The musicians have taken over. Fiddles and the traditional tsymbaly set the stage for the wedding. Clad in a simple white gown and veil, Skawinska walked onto the stage along with her groom as the older women threw pieces of bread at them as the ultimate form of blessing. The bride in white stood out among the intricately embroidered scarves, skirts and aprons in blue, green and red.
Once the couple was led to the feast table, the bride’s father called upon the family to celebrate. The wine bottles were out and men poured each other generous servings, trying to convince the audience that they had just started partying.
Women in white linen blouses and floral skirts joined men wearing white shirts and black waistcoats. They erupted into a lively polka as the musicians kept the pace. The spectators ignored the summer rain. “It almost always rains on Kupala. The sun can’t have all the day for himself,” someone said reassuringly.
When fight is fun
The pace was not fast enough for the Subcarpathian Uplanders though. The bride’s father yelled out to the musicians to increase the tempo. The predominantly city crowd loved the theatrics. So did the tourists who were drawn away from the makeshift stalls selling anything from local dumplings and waffles to more exotic snails and frog legs.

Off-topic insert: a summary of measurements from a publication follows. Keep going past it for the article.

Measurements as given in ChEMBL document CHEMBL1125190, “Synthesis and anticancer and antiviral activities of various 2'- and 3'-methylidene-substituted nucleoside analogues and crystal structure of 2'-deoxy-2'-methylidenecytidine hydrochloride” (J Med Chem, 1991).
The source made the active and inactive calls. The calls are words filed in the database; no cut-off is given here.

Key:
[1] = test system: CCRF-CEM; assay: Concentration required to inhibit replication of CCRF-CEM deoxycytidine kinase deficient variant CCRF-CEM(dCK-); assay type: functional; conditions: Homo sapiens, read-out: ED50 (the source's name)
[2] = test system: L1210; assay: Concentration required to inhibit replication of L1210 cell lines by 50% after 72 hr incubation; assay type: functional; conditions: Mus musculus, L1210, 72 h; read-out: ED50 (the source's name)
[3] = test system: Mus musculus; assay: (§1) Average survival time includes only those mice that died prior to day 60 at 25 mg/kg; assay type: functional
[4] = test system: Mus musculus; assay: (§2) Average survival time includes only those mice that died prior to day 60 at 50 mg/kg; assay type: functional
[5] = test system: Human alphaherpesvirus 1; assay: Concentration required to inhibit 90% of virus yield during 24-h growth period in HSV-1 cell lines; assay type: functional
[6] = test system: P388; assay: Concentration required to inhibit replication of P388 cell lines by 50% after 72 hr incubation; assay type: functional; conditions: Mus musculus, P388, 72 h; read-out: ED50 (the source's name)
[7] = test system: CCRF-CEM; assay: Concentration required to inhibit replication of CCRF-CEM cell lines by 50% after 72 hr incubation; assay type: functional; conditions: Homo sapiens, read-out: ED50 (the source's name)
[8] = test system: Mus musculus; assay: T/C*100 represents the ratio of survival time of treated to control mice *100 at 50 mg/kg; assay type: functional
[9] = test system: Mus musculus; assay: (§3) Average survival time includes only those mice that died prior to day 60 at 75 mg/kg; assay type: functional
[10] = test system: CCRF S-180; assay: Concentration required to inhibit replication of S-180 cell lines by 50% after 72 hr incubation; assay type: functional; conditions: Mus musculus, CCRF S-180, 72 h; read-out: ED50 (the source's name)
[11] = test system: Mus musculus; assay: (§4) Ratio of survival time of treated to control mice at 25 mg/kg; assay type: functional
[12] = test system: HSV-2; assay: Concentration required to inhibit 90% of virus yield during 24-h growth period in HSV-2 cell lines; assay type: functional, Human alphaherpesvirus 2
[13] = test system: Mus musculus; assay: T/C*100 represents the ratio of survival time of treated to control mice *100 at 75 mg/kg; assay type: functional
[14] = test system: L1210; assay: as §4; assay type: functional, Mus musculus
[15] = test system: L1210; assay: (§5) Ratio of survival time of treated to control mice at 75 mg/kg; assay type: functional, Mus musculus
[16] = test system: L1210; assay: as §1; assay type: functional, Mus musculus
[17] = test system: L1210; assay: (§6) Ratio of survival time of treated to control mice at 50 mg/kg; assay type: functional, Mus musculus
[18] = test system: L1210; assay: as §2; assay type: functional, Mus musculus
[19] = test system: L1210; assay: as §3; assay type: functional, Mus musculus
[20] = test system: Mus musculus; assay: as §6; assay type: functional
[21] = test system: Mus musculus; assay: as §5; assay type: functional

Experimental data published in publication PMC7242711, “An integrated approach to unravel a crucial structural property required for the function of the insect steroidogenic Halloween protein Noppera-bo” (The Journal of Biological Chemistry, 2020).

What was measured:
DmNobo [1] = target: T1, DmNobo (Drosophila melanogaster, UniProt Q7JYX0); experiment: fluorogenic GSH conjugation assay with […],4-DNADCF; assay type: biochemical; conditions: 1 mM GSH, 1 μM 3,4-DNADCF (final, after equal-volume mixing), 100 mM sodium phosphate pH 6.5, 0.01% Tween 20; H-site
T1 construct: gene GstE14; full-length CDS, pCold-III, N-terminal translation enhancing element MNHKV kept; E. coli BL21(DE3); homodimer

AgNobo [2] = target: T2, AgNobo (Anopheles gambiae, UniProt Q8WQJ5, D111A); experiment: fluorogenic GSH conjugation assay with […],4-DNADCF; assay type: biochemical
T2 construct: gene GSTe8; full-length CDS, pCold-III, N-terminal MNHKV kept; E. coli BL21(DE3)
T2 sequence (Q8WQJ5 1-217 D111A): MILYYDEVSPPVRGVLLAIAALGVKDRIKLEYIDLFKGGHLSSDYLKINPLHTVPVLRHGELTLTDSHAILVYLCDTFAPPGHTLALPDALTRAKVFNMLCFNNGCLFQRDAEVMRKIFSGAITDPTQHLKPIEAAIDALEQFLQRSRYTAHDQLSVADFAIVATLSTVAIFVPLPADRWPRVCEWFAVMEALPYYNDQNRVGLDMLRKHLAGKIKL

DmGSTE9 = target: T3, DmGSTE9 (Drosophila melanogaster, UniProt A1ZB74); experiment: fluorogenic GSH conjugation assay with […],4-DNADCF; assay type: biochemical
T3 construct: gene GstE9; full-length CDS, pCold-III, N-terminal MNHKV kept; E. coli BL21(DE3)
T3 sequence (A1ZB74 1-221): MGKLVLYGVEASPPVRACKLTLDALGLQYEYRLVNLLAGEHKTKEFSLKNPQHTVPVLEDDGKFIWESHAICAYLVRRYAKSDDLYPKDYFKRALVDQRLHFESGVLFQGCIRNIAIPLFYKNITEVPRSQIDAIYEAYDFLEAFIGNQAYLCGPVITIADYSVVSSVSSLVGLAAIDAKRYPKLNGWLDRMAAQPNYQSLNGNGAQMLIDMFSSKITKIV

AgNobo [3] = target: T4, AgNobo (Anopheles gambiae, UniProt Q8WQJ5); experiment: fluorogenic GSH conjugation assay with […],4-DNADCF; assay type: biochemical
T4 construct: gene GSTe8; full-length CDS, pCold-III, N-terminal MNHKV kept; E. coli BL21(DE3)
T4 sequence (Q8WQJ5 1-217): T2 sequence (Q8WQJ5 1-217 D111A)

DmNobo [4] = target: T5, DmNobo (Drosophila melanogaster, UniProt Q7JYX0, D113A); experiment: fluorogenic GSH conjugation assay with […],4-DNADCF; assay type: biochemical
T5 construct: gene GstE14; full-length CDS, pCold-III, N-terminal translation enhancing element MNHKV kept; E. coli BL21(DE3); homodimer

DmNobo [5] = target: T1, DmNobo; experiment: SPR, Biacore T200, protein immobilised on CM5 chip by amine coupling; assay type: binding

The party went on until a young energetic dancer picked a fight with an elder. The audience pondered if it was really part of the script as the women shouted at their belligerent men in mock frustration. The commotion yielded to music as effortlessly as it started. The young man held on to his dancing partner again, his torn shirt sleeves swinging around him. Nice family weddings come with a touch of violence.
The jovial couples resumed dancing with a vengeance, swaying each other around and stomping their boots to the cyclical rhythm. They were at home. Skawinska wished she had a more active role to play, tapping her feet beneath the table. The elders were in no mood to step aside. Songs of love and longing have overpowered them in a nostalgic trance.
Dance and divination
By the time someone invited the “newlyweds” to the dance floor, the audience had joined the party. The hosts obliged anyone who wanted to swing with them. The dancers defeated the drizzle.
The matriarch took a break to cut the wedding cake. The onlookers acted the part of guests all too well. The cake vanished within a minute. The family had come prepared. They had stored enough cakes for the small crowd. The men in the family were still dancing, almost-empty wine bottles in hand.
After the dance came the divination. Women crossed the road en mass to throw their wreaths into the evening river. Those floating rings of twigs and leaves and flowers could tell them about their love life, or the lack of it.
Ola Slaska and gang had already floated the big wreath, accompanied by countless smaller wreaths made by the women assembled in the park. Skawinska took the wreath off her head and tossed it into the river. She waited to see who picked it up.
From HT Brunch, September 8, 2019